When D Company, accompanied by two troops of A Squadron, 18 Armoured Regiment, started an advance to Morocco, the leading troop of tanks, either by mistake or through receiving a request to help A Company, continued along the Sambuca road instead of turning on to the Morocco road and took part in the counter-attack which regained Point 337. These tanks then wheeled left across country to join the other troop of tanks with D Company on the Morocco road.
D Company and the tanks spread across the fields bordering the Morocco road and made excellent progress. ‘The country was gently undulating and we went sweeping forward beneath the scattered olive trees, with farmhouses showing up here and there at the end of lanes running in from the main road…. When a house, appearing through the trees, looked to house the enemy, the tanks blazed away with their 75s as they advanced. The enemy was on the run. Without the armour I don't expect we should have got very far,’ says one of the platoon commanders.4
1 The GOC's diary says: ‘Policy was not to push on until the tanks were up.’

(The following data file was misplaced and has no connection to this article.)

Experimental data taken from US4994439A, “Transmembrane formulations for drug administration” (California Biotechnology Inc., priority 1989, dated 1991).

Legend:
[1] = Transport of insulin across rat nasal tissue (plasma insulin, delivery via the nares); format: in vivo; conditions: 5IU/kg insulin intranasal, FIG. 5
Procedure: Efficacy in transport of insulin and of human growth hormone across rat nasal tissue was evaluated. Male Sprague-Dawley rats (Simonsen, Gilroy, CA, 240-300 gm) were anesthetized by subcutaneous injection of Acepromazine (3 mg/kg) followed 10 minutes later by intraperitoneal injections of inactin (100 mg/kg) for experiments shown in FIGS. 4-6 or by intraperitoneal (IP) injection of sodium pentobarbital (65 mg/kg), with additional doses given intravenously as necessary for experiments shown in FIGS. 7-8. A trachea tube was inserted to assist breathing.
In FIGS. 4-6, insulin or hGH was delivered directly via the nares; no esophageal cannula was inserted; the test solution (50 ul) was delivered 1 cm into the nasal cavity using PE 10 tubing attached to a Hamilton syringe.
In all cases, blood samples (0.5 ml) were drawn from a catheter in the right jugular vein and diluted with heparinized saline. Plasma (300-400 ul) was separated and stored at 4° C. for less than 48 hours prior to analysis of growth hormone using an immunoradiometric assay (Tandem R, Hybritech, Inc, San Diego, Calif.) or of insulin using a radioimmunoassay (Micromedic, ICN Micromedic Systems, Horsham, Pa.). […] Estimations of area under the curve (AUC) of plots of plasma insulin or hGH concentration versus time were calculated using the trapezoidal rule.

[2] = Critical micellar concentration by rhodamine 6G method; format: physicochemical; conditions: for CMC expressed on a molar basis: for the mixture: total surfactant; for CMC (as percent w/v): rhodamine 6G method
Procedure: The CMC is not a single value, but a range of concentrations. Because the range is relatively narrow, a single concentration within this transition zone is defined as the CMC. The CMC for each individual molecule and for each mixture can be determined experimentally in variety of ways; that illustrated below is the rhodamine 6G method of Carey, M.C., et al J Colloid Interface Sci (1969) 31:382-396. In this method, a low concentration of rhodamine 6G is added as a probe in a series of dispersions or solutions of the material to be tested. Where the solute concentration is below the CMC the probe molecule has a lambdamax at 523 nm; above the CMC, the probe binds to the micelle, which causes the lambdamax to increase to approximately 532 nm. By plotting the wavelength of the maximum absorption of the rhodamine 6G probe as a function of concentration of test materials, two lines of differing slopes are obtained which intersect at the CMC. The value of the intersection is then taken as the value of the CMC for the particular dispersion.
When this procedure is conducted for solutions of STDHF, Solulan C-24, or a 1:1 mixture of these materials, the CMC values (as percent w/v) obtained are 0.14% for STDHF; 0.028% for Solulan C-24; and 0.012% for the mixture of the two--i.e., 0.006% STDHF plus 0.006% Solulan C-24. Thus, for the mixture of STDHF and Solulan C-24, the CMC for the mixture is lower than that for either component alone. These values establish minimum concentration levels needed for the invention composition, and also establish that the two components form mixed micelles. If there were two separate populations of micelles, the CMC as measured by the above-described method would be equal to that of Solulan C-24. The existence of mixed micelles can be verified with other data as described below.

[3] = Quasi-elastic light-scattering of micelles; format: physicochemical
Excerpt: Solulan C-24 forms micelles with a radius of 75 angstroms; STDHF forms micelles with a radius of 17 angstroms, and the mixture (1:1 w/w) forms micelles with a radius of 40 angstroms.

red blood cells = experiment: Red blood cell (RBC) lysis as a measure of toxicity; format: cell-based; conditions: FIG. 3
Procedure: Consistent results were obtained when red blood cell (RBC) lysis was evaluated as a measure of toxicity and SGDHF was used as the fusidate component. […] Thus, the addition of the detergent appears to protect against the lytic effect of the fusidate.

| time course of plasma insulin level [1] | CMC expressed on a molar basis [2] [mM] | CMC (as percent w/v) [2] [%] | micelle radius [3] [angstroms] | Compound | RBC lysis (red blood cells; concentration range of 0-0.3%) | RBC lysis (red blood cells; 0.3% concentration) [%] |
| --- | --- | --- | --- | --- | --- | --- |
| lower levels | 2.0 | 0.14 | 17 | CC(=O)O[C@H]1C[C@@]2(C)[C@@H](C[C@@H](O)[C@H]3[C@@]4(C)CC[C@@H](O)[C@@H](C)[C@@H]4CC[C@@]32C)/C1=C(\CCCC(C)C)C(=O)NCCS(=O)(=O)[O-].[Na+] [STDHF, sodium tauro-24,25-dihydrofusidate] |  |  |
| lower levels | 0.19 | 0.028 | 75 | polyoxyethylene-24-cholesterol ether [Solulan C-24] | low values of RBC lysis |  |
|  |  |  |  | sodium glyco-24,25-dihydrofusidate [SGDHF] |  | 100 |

2 23 Battalion, p. 362.
5 Codename for a method of fire in which each gun was laid against a pin-point target with the object that each round should hit the target.
When Thomas heard of D Company's success, he changed the plan he had made for C Company with tanks and engineers to attack up the Sambuca road through A Company next morning, and ordered C with all available support to go immediately to Morocco. C Company was relieved at Point 357 by a platoon from 28 Battalion and, travelling on seven of A Squadron's tanks and other vehicles, set off to join D Company. The combined force advanced to a road junction a short way beyond Morocco and laagered overnight. The engineers cleared the road through Morocco, which had been partially blocked by demolitions.